I’ve been thinking a lot about this topic ever since it came up on GCM. I was shocked to see that my kids are possibly in the minority when it comes to non-toy play. In that thread, which asked what kids do if they don’t have toys, I wrote
I think my kids would do great without any toys at all. They have way more fun when it is just the two of them.
We have a LOT of dinosaur play around here. They made up this one game (which is probably played for several hours a day) where one pretends to be a certain dinosaur and the other tries to guess which one. A variation on that is for them to go off and decide what dinosaur to be and then dh or I have to guess what they are.
They absolutely adore spelling things out on the refrigerator They love to sing and dance if I put on music or they make up their own songs if not. They pretend to be animals, or pretend to be completely made-up things with made-up names. They tickle-fight and blow raspberries or play hide-and-seek They read books constantly. They will pretend with anything.
On our cross-country trip (5,000+ miles in the car with no toys), they made “toys” out of seatbelt ends, shoes, whatever! They do that around the house too – they’ll make pretend things out of pillows, their hands, socks, whatever. We have SO many toys here, but they just aren’t preferred
They also love to practice jumping and tumbling. They jump over each other or try to do headstands or whatever
Its good stuff. Its what I remember doing as a child too
As I read through the responses, I saw that many kids do not play in that way. It has really been nagging me, because I remember how much my brother and I played that way when we were little. We didn’t need things that told us how to play, we just played. Right now, as I type, my kids are downstairs playing leapfrog and pretending to be dinosaurs. Life would be so boring if they only played with toys!
I recently started reading How to Grow a Young Reader by Kathryn Lindskoog, and I’m still withholding judgement, but this section spoke to me and made me wonder if maybe some of the kids who don’t do much imaginative play just haven’t had a chance to develop the skills yet.
Author and scientist Isaac Asimov brushed aside the menace of widespread television addiction by claiming that, without television, people who watch a lot of it would be doing other things equally as empty–such as staring into space. He assumed that they would be passive even without their television sets, accomplishing nothing.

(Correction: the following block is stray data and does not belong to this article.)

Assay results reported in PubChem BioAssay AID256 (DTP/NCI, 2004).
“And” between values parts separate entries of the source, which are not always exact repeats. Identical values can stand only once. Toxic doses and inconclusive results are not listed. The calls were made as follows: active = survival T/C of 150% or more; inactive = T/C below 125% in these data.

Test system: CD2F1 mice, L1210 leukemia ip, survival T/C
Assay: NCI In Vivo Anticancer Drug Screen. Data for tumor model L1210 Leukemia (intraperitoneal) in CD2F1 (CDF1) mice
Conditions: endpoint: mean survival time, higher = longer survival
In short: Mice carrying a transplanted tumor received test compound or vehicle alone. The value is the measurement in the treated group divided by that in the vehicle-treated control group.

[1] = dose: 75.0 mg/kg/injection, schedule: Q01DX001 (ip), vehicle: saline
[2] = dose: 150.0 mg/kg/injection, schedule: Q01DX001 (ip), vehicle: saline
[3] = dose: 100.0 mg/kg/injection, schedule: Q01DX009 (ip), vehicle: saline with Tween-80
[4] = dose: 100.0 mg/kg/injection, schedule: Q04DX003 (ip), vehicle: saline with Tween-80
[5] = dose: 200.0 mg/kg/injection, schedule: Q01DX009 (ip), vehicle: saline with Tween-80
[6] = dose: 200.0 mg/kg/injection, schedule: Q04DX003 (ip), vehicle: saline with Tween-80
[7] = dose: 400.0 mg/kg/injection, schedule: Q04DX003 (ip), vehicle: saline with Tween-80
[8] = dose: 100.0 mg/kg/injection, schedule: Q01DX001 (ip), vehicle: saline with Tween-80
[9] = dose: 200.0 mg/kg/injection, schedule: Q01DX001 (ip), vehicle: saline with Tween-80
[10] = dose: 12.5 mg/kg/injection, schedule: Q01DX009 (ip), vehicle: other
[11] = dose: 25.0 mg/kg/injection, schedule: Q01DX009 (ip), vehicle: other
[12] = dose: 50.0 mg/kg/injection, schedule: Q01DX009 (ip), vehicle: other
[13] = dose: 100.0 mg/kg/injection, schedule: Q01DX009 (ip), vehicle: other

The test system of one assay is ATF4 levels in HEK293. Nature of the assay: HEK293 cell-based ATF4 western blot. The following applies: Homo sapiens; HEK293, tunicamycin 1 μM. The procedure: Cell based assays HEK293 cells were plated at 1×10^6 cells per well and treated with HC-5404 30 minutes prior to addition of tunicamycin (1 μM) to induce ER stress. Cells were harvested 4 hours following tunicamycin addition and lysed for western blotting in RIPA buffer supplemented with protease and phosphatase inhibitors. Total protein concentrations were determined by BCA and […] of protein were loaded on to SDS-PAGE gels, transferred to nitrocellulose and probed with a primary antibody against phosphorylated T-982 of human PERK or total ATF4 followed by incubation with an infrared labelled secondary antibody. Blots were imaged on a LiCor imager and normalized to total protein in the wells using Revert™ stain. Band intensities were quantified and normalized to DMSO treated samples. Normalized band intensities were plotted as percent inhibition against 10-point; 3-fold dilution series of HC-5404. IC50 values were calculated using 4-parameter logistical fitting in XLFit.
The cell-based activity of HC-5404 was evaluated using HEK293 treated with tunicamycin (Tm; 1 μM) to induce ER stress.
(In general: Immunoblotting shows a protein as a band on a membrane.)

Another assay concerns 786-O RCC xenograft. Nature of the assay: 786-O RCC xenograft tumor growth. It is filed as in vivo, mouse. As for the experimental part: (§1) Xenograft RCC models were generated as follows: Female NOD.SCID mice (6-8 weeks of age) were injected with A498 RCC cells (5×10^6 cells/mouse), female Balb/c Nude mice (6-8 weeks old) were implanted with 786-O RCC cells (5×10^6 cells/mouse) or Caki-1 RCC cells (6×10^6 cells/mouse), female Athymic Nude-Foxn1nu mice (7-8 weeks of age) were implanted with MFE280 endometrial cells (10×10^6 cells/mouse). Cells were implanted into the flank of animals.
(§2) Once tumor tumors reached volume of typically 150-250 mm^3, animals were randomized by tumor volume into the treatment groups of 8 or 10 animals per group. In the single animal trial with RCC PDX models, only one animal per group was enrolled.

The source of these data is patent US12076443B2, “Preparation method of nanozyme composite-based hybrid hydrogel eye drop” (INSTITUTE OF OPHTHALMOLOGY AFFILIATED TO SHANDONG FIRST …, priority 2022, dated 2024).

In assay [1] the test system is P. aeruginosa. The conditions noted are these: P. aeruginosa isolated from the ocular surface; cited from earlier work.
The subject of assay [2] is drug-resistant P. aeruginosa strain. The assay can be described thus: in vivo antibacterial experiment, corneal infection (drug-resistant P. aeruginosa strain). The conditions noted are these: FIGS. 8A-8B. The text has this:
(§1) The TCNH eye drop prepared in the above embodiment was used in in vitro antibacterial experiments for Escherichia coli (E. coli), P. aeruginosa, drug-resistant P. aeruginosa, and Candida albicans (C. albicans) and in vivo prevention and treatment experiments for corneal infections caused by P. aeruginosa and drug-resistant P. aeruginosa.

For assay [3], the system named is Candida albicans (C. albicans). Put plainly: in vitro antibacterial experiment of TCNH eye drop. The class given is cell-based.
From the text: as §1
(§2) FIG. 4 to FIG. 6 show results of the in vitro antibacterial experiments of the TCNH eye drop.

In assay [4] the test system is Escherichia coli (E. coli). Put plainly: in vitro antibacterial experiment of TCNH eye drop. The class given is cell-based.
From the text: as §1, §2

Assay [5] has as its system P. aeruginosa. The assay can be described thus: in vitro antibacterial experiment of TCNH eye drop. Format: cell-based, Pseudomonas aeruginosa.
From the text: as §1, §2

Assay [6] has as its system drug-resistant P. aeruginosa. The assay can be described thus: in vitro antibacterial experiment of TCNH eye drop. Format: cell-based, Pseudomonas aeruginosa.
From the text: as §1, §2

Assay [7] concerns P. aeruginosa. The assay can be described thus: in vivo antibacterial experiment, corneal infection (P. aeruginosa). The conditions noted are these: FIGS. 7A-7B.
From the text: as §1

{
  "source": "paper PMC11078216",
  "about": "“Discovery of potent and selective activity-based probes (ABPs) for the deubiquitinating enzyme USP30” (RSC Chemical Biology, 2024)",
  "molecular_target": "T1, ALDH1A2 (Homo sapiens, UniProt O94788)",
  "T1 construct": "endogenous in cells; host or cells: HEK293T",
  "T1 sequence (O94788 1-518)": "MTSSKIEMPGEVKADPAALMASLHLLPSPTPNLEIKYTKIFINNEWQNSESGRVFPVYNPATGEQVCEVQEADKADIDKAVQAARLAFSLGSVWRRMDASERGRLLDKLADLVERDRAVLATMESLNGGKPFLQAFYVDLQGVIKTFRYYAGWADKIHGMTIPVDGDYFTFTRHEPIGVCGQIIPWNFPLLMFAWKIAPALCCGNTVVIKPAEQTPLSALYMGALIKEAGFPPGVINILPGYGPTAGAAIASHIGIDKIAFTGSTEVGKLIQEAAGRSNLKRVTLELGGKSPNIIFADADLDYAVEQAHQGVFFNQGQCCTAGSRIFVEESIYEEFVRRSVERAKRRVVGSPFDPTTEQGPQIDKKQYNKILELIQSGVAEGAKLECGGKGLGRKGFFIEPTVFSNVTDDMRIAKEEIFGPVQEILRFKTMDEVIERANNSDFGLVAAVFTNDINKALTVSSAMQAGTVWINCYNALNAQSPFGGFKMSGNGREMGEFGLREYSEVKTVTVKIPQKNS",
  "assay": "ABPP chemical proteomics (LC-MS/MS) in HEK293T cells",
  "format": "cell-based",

That is a radical assumption to make… in fact, people who have to do without television for a time generally resort to reading, hobbies, games, studies, longer family dinners, earlier bedtimes, and even improved sex lives, according to some reports.
I’m sure I’ll get all sorts of great google hits now that I have the phrase “improved sex lives” on here, lol.Â Seriously though, this is very true in my life, except replace the word “television” with “computer”Â Â We do much better with less electronics.
Asimove seems to be considering children as basically inactive because children watch television more than any other group. But when they are not watching television, children are about the busiest people in the world. They are constantly exploring themselves and their environment, chattering, reflecting, insisting, and probably keeping at least one adult very busy. Their brains, the most complicated things on earth, are developing daily. Most of their healthy growth activity falls into one category — play. Play is child’s work.
So I am wondering now if there is some kind of correlation between the types of play that kids engage in and what they are doing during the day. I started thinking back to when my kids were watching a lot more tv (or it was at least on in the background). Back then, many of their games reflected what they watched on tv. They were not very imaginative, and when they played it was usually with toys. Of course, this doesn’t prove that the two are related, but I started thinking about it as I read.
So now I’ve been pondering whether or not passive activities (like tv or computer usage) can make the initial transition to free play more difficult. As my mind considered this thought, I came across this quote in The Simple Living Guide by Janet Luhrs
An added benefit to less TV is, surprisingly enough, boredom. Keep reading! Boredom is especially good for children. Jerry Mander, who wrote Four Arguments for the Elimination of Television, said this:
…Slowly, I’d slip into a kind of boredom that seemed awful. An anxiety went with it, and a gnawing tension in the stomach. It was exceedingly unpleasant, so unpleasant that I would eventually decide to act–to do something. I’d call a friend, I’d go outdoors. I’d go play ball. I’d read. I would do something.
Looking back, I view that time of boredom, of “nothing to do,” as the pit out of which creative action springs.
…Nowadays, however, at the onset of that uncomfortable feeling, kids usually reach for the TV switch. TV blots out both the anxiety and the creativity that might follow.
So I know what I’ll be pondering for the rest of the day (while keeping my tv and computer off)…